انتقال اطلاعات و مطبوعات: مورد رونق طلای Gawler Craton
|کد مقاله||سال انتشار||مقاله انگلیسی||ترجمه فارسی||تعداد کلمات|
|10779||2003||20 صفحه PDF||سفارش دهید||محاسبه نشده|
Publisher : Elsevier - Science Direct (الزویر - ساینس دایرکت)
Journal : Pacific-Basin Finance Journal, Volume 11, Issue 1, January 2003, Pages 101–120
This study examines intra-industry information transfer after Helix Resources announced a successful drill result in the Gawler Craton region of South Australia that sparked significant investor interest in mining companies with tenement holdings in the area. This study shows that the price response of competing explorers was determined by press coverage immediately following the discovery of gold, but stocks that received the most press attention in the immediate post-announcement period suffered the greatest long-term underperformance. The research is the first in capital market literature to make use of geographical information systems software technology.
This paper examines the case of a famous gold discovery in South Australia made by Helix Resources. The discovery saw Helix's share price rise from 45 cents on the close of trading 1 day prior to the initial announcement on November 18, 1996 to US$3.70 at the close of trading on November 27, 1996, a 722% increase in just eight trading days. The issue we address is whether the wealth effects attributable to competing explorers with tenement interests in the area arose from information transfer, and/or news coverage. We find that initially, press coverage drove returns but stocks that received most press attention suffered the greatest long-term underperformance 1-year post-discovery. This result might be interpreted in two ways. First, the results might imply market overreaction stemming from complex information coupled with limited disclosure, an exotic location, and the existence of substantial news coverage. Alternatively, the results can be interpreted in a rational real options context. On balance, our evidence is more consistent with the latter interpretation. Our findings can be compared with those of Niederhoffer (1971), who finds investor overreaction to newspaper headlines, as well as to those of Lang and Lundholm (2000), who find that increased positive disclosure prior to a seasoned equity offering (SEO) results in post-offering underperformance. The study also provides a fascinating contrast with DeAngelo and DeAngelo (1998) who find case evidence that press coverage influenced resource allocation in an important political debate involving the primary industry in the United States. The remainder of this paper is structured as follows. In Section 2, we review the information transfer literature, and Section 3 examines literature concerned with the impact of news coverage on the capital market. 4 and 5 contain a review of our testable propositions and research methodology. 6 and 7 contain the results and conclusions of the study.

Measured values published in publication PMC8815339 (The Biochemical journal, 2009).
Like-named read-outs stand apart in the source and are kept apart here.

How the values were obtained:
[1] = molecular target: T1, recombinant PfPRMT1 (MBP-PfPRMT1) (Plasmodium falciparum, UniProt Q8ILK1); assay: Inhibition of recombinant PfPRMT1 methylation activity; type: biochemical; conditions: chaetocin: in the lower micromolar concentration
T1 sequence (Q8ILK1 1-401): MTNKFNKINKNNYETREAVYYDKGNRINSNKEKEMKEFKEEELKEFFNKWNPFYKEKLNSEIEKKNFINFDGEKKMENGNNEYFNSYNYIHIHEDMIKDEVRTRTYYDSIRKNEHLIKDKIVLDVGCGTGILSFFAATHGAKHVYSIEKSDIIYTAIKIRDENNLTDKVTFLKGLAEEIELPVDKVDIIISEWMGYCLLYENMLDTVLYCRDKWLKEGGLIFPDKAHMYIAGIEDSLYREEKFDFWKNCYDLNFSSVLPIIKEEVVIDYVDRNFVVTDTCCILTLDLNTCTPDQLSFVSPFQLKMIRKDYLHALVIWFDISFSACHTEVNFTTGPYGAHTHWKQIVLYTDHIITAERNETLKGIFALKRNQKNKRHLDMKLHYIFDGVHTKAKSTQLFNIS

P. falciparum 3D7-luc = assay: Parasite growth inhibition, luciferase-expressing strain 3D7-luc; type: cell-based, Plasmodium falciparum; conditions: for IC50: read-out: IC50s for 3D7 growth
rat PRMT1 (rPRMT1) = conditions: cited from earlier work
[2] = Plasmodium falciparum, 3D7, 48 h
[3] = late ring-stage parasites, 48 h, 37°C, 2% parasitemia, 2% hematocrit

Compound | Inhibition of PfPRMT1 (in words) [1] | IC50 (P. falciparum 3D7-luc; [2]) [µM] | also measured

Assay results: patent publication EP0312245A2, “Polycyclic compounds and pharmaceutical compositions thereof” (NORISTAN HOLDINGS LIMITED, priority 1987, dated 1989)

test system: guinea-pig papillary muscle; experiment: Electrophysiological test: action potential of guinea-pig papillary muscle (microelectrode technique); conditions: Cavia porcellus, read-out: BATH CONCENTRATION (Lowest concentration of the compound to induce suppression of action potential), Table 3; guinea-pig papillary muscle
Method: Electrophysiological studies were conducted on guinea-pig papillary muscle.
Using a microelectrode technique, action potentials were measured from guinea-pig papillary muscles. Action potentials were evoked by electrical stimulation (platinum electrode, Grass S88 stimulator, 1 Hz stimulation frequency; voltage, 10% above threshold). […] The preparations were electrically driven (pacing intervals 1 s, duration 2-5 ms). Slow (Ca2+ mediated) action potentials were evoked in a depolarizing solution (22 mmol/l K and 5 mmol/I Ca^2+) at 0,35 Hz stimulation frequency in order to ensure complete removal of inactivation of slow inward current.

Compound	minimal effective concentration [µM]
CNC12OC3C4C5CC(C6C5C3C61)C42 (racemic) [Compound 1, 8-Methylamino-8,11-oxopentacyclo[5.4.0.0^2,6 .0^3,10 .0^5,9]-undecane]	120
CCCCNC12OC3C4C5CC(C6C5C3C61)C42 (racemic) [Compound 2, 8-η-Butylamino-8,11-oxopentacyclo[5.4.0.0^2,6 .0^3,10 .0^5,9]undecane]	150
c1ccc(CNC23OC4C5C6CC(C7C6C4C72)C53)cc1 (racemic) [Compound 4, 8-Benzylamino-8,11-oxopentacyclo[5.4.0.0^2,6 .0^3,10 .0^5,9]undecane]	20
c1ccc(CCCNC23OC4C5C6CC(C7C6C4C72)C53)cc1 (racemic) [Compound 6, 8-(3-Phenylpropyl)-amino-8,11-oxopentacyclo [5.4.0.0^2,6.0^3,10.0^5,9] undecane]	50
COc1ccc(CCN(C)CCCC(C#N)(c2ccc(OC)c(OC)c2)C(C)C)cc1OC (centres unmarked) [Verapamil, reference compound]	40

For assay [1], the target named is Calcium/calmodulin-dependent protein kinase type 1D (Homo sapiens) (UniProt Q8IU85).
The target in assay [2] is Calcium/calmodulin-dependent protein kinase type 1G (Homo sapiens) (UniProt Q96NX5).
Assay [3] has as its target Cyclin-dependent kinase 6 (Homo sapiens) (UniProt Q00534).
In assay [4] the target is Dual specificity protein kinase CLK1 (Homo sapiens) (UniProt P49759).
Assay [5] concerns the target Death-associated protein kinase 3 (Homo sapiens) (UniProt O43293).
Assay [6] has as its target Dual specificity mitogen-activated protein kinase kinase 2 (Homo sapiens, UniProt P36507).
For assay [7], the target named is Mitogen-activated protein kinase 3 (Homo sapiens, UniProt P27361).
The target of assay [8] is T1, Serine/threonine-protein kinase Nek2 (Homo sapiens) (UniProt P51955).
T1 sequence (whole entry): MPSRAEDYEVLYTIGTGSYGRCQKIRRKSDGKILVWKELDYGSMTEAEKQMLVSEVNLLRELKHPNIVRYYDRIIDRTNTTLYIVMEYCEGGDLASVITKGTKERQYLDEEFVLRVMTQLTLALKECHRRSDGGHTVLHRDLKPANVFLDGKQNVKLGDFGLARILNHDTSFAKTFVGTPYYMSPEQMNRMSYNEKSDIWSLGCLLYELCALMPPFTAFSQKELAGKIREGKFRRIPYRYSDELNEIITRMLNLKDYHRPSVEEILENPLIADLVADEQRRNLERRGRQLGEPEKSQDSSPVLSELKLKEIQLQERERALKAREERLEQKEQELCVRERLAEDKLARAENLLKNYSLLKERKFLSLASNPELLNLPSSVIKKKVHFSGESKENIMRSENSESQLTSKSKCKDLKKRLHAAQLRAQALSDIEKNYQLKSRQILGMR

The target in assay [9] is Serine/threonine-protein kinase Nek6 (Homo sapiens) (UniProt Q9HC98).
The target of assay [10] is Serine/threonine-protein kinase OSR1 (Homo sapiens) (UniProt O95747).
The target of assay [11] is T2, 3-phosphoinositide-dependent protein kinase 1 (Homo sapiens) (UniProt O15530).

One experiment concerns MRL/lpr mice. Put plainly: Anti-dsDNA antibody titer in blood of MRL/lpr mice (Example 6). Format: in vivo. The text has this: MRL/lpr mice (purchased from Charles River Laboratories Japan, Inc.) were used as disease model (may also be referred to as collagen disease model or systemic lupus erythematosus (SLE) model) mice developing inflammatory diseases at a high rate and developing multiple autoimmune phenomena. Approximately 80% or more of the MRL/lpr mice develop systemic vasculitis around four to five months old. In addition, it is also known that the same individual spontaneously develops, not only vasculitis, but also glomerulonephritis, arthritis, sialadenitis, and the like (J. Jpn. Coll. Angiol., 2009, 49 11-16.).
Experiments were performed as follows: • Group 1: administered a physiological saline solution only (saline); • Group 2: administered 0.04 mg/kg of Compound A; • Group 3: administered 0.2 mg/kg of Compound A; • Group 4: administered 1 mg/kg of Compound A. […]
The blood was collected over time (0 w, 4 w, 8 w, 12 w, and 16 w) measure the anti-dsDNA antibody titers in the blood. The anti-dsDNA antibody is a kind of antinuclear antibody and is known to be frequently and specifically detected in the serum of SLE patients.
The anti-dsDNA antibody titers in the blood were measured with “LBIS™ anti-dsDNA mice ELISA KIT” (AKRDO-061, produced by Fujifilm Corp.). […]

نتیجه گیری انگلیسی
This paper has examined what drove abnormal returns generated by competing explorers following a well-known mineral discovery in South Australia. Our findings have two possible interpretations. First, the stock price changes seem explainable in a real option-pricing context. In this context, press coverage informed high variance traders about prospectivity in the region. These rational traders responded by purchasing options over future discoveries with higher probability of subsequent discovery assigned to the firms attracting press coverage. Supporting this interpretation is the technical nature of the commentary in many of the news reports that suggests that rational agents were ‘informed’ as opposed to ‘misinformed’. Further evidence of rationality is depicted in the close tracking of the press portfolio to the Helix market value post-event, supporting an interpretation consistent with stock price changes occurring in a real options context. This finding cautions against immediate assumptions of ‘irrationality’ in such circumstances. Other examples of seeming overreaction including the ‘new economy’ phenomena would make an interesting follow up. A second possibility is that press coverage had dual effects—it acted as an informing mechanism, as well as misinforming depending on the sophistication of the trader. This suggests that the case may illustrate strategies or mechanisms that both informed and uninformed traders utilise to interpret complex nonfinancial information, and potential differences in interpretation of news among traders with differing levels of information. If uninformed traders were the primary users of the press, it issues a cautionary note on dependence on news for trading information, especially in a context of poor disclosure, an exotic location and a complex information release. The complexity of geological information and the fact that no national tenement databases were publicly available suggest that uninformed traders may have been more reliant on media reports if the overreaction proposition is to be believed. This is consistent with Zucker (1978) who finds that the less experienced individuals are with an issue, the more they rely on the print media for information. Future research might be directed at partitioning on investor sophistication that may assist uninformed traders make better future decisions. The study also documents an important disclosure issue. The MPI case9 indicates that disclosure anomalies existing in the distinction between public and private companies may need to be examined. Finally, we also contribute the first successful deployment of Geographical information systems (GIS) technology in a capital market setting. Combining interdisciplinary technology platforms and theory with the financial economics literature seems an interesting field for future enquiry.